Medical image segmentation as an advancement in medical imaging

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  • By: Future Healthcare MedTeam

It is hard to believe that we have been developing solutions related to the analysis of medical images for over 15 years. Rapid technological development has resulted in an increase in the quality of medical imaging methods and, consequently, in the diagnostic value of commonly performed imaging studies. Its natural consequence is the analysis and segmentation of medical images.

Medical imaging – rapid development

Although the first multidetector computed tomography (MDCT) scanners were introduced in the early 1990s (reference: https://axisimagingnews.com/radiology-products/imaging-equipment/ct/mdct-a-disruptive-technology-evolves) – a time close to the emergence of the DICOM 3.0 standard still in use today – the past 20 years have been a period of particularly intense development of this medical imaging modality.

Below there are the examples of coronary artery images obtained with MDCT in 2000 and 2020, respectively:

coronary-arteries-pictures

Medical image segmentation – a timely issue

A natural consequence of advances in medical imaging technology is also the development of issues related to digital medical image analysis.

An issue closely related to medical image analysis, whose popularity has grown significantly over the past 20 years, is that of medical image segmentation. Click To Tweet

The increase in popularity of the topic of medical segmentation is well illustrated by the number of scientific papers on this subject appearing annually in the Science Direct database. This growth is due in part to the development of artificial intelligence (AI) methods.

number-of-research-papers-chart
The source of the data used to create the chart comes from: https://www.sciencedirect.com. Data of March 2021.

What is medical image segmentation?

Segmentation of medical images is a way to mark/label anatomical structures: lesions or other relevant objects on medical images. The markings of relevant structures are called masks or labels.

Medical imaging techniques that allow spatial imaging enable 3D reconstruction and 3D object. This allows previously created organ segmentations to be presented in 3D. 

An example segmentation of the aorta and coronary arteries in 2D and 3D is shown in the figures below:

medical-image-segmentation-coronary-arteries
Figure 3: Masks of aorta and coronary arteries on CTA image. [source: image is from the collection of Rotterdam Coronary Artery Algorithm Evaluation Framework, http://coronary.bigr.nl; H.A. Kirişli, M. Schaap, C. Metz, A.S. Dharampal, W.B. Meijboom, S.L. Papadopoulou, A. Dedic, K. Nieman, M.A. de Graaf, M.F.L. Meijs, M.J. Cramer, A. Broersen, S. Cetin, A. Eslami, L. Flórez-Valencia, K.L. Lor, B. Matuszewski, I. Melki, B. Mohr, I. Öksüz, R. Shahzad, C. Wang, P.H. Kitslaar, G. Unal, A. Katouzian, M. Orkisz, C.M. Chen, F. Precioso, L. Najman, S. Masood, D. Ünay, L. van Vliet, R. Moreno, R. Goldenberg, E. Vuçini, G.P. Krestin, W.J. Niessen, T. van Walsum,”Standardized evaluation framework for evaluating coronary artery stenosis detection, stenosis quantification and lumen segmentation algorithms in computed tomography angiography”, Medical Image Analysis, 17(8), 859–876 (2013)].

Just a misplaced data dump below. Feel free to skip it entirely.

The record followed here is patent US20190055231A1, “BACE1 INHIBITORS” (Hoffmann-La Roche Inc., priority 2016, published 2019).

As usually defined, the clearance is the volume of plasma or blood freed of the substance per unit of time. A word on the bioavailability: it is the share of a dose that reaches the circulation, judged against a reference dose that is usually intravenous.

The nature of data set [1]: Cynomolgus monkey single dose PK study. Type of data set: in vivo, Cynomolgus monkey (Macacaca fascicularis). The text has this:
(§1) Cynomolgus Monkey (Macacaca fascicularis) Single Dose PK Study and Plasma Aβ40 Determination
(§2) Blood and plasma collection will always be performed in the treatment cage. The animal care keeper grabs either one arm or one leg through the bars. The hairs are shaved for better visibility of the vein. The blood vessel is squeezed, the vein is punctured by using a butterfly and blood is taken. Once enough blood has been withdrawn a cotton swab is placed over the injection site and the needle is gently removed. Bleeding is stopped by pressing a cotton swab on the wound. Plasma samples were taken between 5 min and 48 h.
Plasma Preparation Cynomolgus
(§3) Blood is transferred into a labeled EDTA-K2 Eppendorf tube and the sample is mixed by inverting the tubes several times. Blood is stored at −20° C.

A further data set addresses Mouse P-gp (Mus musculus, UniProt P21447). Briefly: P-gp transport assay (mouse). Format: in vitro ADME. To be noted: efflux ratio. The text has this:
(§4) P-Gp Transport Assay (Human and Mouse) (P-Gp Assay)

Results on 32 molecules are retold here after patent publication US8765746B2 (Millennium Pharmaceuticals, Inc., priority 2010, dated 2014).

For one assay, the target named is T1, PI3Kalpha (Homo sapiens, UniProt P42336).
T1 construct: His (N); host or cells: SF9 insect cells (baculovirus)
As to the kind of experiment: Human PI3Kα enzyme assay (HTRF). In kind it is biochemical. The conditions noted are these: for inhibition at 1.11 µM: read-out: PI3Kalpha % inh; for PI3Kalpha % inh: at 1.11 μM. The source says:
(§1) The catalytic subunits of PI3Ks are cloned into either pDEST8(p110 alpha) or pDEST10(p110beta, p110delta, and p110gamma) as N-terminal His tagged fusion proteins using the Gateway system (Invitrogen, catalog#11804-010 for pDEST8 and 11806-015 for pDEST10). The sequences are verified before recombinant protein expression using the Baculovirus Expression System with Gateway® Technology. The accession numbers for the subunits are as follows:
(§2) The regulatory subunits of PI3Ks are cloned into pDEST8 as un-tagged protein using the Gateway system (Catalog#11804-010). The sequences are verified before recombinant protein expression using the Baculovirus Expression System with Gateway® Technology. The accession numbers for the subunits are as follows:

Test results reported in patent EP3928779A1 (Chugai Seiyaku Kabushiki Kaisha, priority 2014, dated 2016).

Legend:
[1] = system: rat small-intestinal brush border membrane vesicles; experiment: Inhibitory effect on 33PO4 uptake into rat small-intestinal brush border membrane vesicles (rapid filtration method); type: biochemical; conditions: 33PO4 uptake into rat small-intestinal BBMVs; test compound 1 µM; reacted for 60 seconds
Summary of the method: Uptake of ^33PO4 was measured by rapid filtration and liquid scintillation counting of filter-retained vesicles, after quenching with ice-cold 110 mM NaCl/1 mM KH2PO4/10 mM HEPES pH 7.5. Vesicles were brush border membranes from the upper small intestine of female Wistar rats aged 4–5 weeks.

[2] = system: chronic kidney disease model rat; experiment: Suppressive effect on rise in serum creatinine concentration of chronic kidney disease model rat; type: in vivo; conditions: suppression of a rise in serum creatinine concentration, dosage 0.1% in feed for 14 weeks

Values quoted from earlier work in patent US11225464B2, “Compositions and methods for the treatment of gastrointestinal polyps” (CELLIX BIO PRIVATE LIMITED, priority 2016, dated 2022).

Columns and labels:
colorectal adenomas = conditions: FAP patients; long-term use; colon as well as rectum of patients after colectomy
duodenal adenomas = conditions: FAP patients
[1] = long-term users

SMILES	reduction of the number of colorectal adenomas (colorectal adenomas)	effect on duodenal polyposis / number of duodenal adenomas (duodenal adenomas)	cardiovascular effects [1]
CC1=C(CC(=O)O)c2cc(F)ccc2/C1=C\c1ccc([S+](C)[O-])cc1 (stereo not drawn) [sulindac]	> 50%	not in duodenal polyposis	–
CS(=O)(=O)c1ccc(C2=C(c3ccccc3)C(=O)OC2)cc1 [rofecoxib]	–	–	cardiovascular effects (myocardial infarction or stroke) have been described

medical-image-segmentation-mask-3D

Figure 4: Three-dimensional segmentation reconstruction of the aorta and coronary arteries. [source: image is from the collection of Rotterdam Coronary Artery Algorithm Evaluation Framework, http://coronary.bigr.nl; H.A. Kirişli, M. Schaap, C. Metz, A.S. Dharampal, W.B. Meijboom, S.L. Papadopoulou, A. Dedic, K. Nieman, M.A. de Graaf, M.F.L. Meijs, M.J. Cramer, A. Broersen, S. Cetin, A. Eslami, L. Flórez-Valencia, K.L. Lor, B. Matuszewski, I. Melki, B. Mohr, I. Öksüz, R. Shahzad, C. Wang, P.H. Kitslaar, G. Unal, A. Katouzian, M. Orkisz, C.M. Chen, F. Precioso, L. Najman, S. Masood, D. Ünay, L. van Vliet, R. Moreno, R. Goldenberg, E. Vuçini, G.P. Krestin, W.J. Niessen, T. van Walsum, “Standardized evaluation framework for evaluating coronary artery stenosis detection, stenosis quantification and lumen segmentation algorithms in computed tomography angiography”, Medical Image Analysis, 17(8), 859–876 (2013)].

Summary

The segmentations we create are used as input to machine learning. In other words, segmentation, in the case of supervised learning methods – is a way of generating a learning set, as well as a test set.

The topic of segmentation is inevitably associated with the issue of preparing input data for segmentation. But this will be the topic of the next article. We will focus on the preparation of image data for segmentation, but also write about the segmentation process itself and the methodology we have developed.

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See the previous post: Ground-truth in a medical machine learning project

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